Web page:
ECOWAS Court dismisses case filed by seven Nigerians alleging that a constitutional provision violated the country’s international obligations on elections

The ECOWAS Court of Justice on Wednesday, 1st July, 2020 dismissed a suit filed by seven Nigerians alleging that Section 221 of the country’s constitution which bars independent candidates from contesting for elective offices violated their right to participation in governance.

Delivering judgment in the suit filed by Obinna Umeh and six others, a panel of three judges of the Court led by its President, Justice Edward Amoako Asante said that the Court cannot compel the defendant in this case, the Federal Republic of Nigeria, to amend its Constitution in abstract where there have not been any proven human rights violation.

While the Court dismissed the argument of the defendant’s counsel that it lacked jurisdiction to entertain the suit and that it was status barred, it adjudged that it has competence to compel Member States to conform or meet their intentional obligations but does so where necessary by examining any impugned national laws with the view to ascertaining whether indeed any human rights violations occurred.’

The Court held that section 221 of the Defendant`s 1999 Constitution as amended, relied on by the Plaintiffs in their argument, is not an infringement as the plaintiffs have the right to participate freely in the government of their Country, either directly or through freely chosen representatives in accordance with the provisions of the Law.

It also ordered both parties to bear their costs.

In suit no: ECW/CCJ/APP/48/18 the Applicants, Obinna Umeh, Kenneth Roberts, Goodluck Edafe, Dr. Matthew Oguche, Macauley S. William – Jumbo, Josephine E. Okeke (Mrs.) and Emmanuel Agada through their counsel, Barrister F.A Oguche approached the Court to challenge the electoral laws of the Defendant that proscribed independent candidacy by mandatorily requiring those seeking elective offices to do so on the platform of a registered political party.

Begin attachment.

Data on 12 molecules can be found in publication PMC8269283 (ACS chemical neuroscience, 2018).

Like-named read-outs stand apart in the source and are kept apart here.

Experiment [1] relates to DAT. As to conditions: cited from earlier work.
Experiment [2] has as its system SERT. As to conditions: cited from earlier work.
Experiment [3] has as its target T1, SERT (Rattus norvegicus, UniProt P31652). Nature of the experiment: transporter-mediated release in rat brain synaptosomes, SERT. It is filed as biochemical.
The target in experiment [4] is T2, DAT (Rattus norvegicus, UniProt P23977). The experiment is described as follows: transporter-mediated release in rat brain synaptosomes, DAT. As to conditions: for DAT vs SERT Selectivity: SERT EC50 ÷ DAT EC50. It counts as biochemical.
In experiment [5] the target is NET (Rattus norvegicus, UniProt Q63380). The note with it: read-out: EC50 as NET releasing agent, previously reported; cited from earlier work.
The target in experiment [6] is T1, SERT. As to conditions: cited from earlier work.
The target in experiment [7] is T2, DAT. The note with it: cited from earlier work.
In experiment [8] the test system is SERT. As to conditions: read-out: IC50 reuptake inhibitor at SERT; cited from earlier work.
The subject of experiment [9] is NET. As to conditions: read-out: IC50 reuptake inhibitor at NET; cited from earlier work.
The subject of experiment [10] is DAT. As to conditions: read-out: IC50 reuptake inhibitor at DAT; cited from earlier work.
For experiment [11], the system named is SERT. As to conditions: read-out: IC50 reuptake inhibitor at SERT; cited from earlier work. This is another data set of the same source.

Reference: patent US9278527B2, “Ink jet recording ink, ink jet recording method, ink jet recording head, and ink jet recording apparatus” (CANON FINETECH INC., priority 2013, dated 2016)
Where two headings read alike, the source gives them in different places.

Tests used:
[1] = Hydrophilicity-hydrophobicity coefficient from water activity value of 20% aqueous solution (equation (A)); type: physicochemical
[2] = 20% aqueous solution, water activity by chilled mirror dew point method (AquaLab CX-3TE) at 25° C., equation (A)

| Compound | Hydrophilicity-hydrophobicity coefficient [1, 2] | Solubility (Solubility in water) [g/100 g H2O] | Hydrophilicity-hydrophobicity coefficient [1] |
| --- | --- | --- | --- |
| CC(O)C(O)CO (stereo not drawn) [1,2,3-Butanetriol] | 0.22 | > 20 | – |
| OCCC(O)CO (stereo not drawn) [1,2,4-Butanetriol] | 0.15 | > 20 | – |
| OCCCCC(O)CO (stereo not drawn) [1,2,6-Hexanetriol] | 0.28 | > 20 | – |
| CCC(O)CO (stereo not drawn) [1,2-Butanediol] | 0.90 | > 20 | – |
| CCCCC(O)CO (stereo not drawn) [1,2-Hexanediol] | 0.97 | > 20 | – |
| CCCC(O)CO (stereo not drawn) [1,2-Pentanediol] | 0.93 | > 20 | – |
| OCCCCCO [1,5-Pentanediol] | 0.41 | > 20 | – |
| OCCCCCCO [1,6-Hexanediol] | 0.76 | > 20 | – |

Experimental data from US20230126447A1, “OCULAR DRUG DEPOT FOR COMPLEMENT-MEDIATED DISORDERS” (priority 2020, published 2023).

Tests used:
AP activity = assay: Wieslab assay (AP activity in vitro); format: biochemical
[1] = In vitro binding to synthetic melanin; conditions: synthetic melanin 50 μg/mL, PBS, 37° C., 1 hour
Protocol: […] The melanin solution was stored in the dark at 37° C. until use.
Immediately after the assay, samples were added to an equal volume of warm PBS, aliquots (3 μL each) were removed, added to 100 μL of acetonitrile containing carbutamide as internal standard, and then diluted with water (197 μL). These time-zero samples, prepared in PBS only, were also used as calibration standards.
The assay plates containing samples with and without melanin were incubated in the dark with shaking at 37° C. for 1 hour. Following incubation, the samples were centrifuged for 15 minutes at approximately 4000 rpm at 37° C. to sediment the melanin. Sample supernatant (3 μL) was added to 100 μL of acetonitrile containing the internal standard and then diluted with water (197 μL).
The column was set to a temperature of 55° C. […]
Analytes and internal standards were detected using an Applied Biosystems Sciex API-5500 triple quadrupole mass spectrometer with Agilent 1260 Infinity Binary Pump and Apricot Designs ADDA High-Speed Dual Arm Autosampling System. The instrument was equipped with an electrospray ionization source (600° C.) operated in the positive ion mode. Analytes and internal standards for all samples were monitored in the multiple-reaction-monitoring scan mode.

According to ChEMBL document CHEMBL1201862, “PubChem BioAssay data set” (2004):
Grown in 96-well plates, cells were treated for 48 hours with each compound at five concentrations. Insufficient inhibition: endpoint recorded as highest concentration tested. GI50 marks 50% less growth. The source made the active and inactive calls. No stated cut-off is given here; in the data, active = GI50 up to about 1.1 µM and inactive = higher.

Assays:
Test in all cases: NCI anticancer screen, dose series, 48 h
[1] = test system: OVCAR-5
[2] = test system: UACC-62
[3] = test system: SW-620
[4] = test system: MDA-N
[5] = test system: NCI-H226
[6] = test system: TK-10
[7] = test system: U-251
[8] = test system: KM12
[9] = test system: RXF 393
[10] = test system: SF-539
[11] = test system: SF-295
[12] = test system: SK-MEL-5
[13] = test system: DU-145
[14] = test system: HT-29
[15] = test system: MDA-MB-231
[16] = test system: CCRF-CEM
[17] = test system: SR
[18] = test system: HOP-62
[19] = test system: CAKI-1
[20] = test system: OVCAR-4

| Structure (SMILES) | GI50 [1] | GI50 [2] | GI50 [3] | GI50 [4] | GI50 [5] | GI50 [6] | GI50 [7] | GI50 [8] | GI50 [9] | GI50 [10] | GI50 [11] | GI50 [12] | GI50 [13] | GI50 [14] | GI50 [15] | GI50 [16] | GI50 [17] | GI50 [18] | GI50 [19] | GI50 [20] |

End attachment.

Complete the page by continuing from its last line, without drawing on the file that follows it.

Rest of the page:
They averred that the contested Constitutional provision amounts to the denial of their right to direct participation in the government of the defendant and a violation of Article 21 of the Universal Declaration of Human Rights, Article 13 of the African Charter on Human and Peoples and Article 25 of the International Covenant on Civil and Political rights.

They added that it also an infringement of the African Charter on Human and Peoples’ Rights and International Covenant on Civil and Political Rights, and is undemocratic and an infringement on internationally guaranteed human rights instruments.

In addition, they urged the Court to issue an order compelling the Defendant to pay the sum of N5 Million Naira, as exemplary damages for the wanton infringement of the fundamental rights of the Applicants and for the breach of the country’s international obligations to respect those rights.

However, Mr. T.D. Agbe Counsel to the Defendant argued that what the applicants are asking for asking for is a constitutional amendment that is vested in the people of Nigeria through national and state assemblies and beyond the scope of the power of the Court.

He therefore urged the Court to dismiss the suit for lack of merit, affirming that the Defendant`s democratic setting allows for multiple political parties and every qualified citizen is free in association with other citizens to register a political party and participate in any of the elective positions.

He said the Constitution of the Federal Republic of Nigeria has allowed every qualified person to participate in governance through periodic elections, stressing that the Constitution is in line with the ideology enshrined in Article 13 of the African Charter of peoples and Human Rights.

Other judges on the panel include Justices Keikura Bangura and Januara Tavares Moreira Cost